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Discussion Starter #10
Yeah it makes just about any undercarriage work messy but it seems to do an excellent job at inhibiting rust.
 

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FF is good product, even now with Turtle Wax making it but not as good as original. Original FF is 3 parts Lanolin, 3 parts mineral oil and 7 parts mineral spirits. Problem is it's a mixture, and must be agitated as used or the Lanolin falls out of the mix. Lanolin won't dissolve. As the mineral spirits evaporate off pretty much all flow into cracks is done and the Lanolin bridges the crack like heavy paint.

There are superior products, but they don't have the packaging or advertising FF has.

POR 15 products are FRAUD. The product is merely elastomeric marine coating designed for temporary coating in salt water environment with a tiny amount of Phosphoric Acid added. Phosphoric requires wetted time to wick into and beyond rust to create an Iron Phosphate layer, and POR product drys before that wetting can occur. Since the POR product has only adhesed to the top of the rust, it will and does spall off over a short time.
 

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Well, POR15 seems to have worked reasonably well for me. I coated both my trucks driver's side floor (on the inside, it was rusting out due to a water leak) and the transmission crossmember (as it was super-rusted), and both show no signs of the POR15 coming off, and it's been just over 3 years since they were done...

Perhaps you didn't do good prep when you used it, or it was on a part that is exposed to the sun and you didn't paint over the POR15?
 

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Discussion Starter #13
FF is good product, even now with Turtle Wax making it but not as good as original. Original FF is 3 parts Lanolin, 3 parts mineral oil and 7 parts mineral spirits. Problem is it's a mixture, and must be agitated as used or the Lanolin falls out of the mix. Lanolin won't dissolve. As the mineral spirits evaporate off pretty much all flow into cracks is done and the Lanolin bridges the crack like heavy paint.

There are superior products, but they don't have the packaging or advertising FF has.

POR 15 products are FRAUD. The product is merely elastomeric marine coating designed for temporary coating in salt water environment with a tiny amount of Phosphoric Acid added. Phosphoric requires wetted time to wick into and beyond rust to create an Iron Phosphate layer, and POR product drys before that wetting can occur. Since the POR product has only adhesed to the top of the rust, it will and does spall off over a short time.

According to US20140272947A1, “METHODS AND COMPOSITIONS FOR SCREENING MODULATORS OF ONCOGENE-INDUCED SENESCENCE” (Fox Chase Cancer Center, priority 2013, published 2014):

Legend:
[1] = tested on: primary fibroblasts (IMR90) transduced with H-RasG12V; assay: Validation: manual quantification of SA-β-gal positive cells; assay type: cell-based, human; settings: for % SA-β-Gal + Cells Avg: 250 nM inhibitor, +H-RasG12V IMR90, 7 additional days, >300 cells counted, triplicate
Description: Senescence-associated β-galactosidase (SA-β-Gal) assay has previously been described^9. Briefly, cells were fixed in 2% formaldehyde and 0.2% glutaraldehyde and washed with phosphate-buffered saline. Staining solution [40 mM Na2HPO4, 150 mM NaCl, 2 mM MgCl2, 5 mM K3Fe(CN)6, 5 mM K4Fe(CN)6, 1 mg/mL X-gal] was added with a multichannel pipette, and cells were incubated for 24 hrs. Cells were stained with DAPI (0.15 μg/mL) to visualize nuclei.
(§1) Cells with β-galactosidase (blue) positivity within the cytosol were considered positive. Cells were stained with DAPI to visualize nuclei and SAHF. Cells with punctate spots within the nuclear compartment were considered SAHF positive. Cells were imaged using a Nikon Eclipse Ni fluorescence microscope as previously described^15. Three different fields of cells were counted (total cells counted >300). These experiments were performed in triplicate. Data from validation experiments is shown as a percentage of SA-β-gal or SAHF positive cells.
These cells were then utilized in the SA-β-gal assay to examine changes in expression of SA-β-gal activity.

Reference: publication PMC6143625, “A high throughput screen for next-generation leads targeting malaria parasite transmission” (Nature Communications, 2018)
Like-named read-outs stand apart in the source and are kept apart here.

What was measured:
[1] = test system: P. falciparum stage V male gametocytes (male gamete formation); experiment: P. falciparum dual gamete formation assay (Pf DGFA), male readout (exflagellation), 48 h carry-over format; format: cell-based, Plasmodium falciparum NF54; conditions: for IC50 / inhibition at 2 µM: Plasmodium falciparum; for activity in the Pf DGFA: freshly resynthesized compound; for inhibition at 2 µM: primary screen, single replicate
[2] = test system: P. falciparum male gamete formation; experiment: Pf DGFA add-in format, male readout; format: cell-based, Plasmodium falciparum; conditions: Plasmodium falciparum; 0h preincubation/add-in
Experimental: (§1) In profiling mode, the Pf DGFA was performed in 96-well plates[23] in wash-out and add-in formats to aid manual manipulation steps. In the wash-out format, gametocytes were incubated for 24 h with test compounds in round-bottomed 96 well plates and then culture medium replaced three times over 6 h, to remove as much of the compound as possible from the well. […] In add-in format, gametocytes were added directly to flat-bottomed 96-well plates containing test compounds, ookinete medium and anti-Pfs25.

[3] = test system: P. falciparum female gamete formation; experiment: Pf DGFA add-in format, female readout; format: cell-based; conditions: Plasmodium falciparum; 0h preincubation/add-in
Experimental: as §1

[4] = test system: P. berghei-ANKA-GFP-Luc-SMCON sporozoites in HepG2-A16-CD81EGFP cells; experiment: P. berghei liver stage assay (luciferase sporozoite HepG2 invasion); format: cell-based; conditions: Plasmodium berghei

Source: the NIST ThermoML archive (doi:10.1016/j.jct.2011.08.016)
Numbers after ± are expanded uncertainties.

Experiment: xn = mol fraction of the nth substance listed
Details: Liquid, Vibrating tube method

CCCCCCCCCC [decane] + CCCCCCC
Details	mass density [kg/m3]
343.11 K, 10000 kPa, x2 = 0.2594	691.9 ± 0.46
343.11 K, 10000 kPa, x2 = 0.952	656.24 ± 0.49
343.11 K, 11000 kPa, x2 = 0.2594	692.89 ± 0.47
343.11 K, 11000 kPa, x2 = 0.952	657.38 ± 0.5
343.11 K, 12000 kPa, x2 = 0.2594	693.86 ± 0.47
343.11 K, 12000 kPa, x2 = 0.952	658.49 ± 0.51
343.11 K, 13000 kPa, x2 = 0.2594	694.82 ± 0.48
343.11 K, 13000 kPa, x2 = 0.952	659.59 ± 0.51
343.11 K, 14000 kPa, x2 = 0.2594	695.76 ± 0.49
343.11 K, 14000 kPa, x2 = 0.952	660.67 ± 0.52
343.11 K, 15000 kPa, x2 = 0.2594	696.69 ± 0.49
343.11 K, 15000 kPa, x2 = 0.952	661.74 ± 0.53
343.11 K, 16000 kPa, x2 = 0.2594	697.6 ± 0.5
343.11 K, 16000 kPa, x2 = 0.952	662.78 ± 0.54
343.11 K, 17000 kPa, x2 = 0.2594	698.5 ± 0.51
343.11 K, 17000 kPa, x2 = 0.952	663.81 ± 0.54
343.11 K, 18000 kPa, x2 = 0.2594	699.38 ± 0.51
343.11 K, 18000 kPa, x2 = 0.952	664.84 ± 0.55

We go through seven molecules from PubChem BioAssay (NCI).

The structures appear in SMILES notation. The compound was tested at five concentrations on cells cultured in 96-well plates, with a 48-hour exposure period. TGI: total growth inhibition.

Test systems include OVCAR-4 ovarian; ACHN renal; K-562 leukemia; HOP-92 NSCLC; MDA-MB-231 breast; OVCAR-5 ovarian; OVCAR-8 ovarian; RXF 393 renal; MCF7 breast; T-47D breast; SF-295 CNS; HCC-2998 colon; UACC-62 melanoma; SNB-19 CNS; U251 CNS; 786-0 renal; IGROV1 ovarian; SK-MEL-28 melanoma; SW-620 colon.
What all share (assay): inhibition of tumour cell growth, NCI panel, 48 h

I have a few questions-

1. How long has Turtle Wax been making Fluid Film? I had never heard this and couldn't find any information on it.

2. Fluid Film is advertised as containing no solvents, so it shouldn't contain mineral spirits. I've had it on the bottom of my truck for several years and it is still very much a liquid, not dried or cracked anywhere. Do you have something to verify that it actually does contain mineral spirits?

3. Fluid Film is also advertised as being non-toxic and mineral spirits are obviously toxic. Are you sure it contains mineral spirits?

I'm not saying you are wrong, I've just never heard this before.
 

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Discussion Starter #14
Okay I looked into this a little bit. Fluid Film is manufactured by Eureka Chemical Company which is a privately held company and has no association with Turtle Wax or Turtle Wax brands.

Also it does not contain mineral spirits according to the MSDS. The MSDS states-

CONTAINS NO SOLVENTS, SILICONES, TEFLON OR KNOWN CARCINOGENS.

Hazardous components: CAS No.
Petroleum Oil mist 64742-57-7
 

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Well the guy above you said otherwise, and it's posted on the internet so it must be true.

But wait, what you posted is on the internet too.

How can they both be right?????

😁😇😁😇😁😇
 

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What do you think Refined petroleum oil, hydrotreated heavy paraffinic is?

How about Calcium petroleum sulfonate?
Those are the only ingredients in the current FF product, Lanolin has been removed according to the FF MSDS as of 2015.

Oddly I don't see the original FF Lanolin on that sheet.

Eureeka was sold as an entity back 10 or more years, plenty of discussion about the sale on ShopFloorTalk at the time. It continues to fly as an "independent" Corp entity and a "Female owned business" as a sales tool.

When you buy it by the trailer load, in barrels, you get the real contents recipe. FF has chosen to become a retail company and lost many trailer load customers.
 

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I did a bit of reading on this today. Fluid Film is listed as being lanolin however their msds says something like 80% parraffinic petroleum.

I couldn't find any discussion on lanolin being removed from it. I honestly don't know what to think.